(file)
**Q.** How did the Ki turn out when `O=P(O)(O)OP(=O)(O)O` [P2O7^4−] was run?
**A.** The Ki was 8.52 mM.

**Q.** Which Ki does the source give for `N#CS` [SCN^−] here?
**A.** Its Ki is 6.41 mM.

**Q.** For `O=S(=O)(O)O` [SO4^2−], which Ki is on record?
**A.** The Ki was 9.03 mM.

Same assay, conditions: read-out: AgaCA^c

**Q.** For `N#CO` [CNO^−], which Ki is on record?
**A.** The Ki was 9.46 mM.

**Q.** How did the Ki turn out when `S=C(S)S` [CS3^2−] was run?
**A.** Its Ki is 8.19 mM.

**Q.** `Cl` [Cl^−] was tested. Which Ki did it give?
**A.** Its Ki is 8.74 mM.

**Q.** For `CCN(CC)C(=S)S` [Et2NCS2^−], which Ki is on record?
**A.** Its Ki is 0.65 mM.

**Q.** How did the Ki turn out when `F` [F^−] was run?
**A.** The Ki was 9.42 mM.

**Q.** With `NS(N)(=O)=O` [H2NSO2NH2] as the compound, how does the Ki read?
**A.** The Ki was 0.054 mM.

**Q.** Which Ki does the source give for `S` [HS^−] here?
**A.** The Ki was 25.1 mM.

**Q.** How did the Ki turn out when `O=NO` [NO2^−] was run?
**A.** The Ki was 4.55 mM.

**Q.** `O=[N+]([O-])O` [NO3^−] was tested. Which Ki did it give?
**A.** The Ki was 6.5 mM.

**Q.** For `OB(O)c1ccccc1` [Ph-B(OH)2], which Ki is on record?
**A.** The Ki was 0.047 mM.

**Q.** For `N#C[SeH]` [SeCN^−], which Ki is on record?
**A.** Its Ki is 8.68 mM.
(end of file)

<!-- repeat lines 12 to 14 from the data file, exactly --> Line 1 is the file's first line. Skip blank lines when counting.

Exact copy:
**Q.** `Cl` [Cl^−] was tested. Which Ki did it give?
**A.** Its Ki is 8.74 mM.

**Q.** For `CCN(CC)C(=S)S` [Et2NCS2^−], which Ki is on record?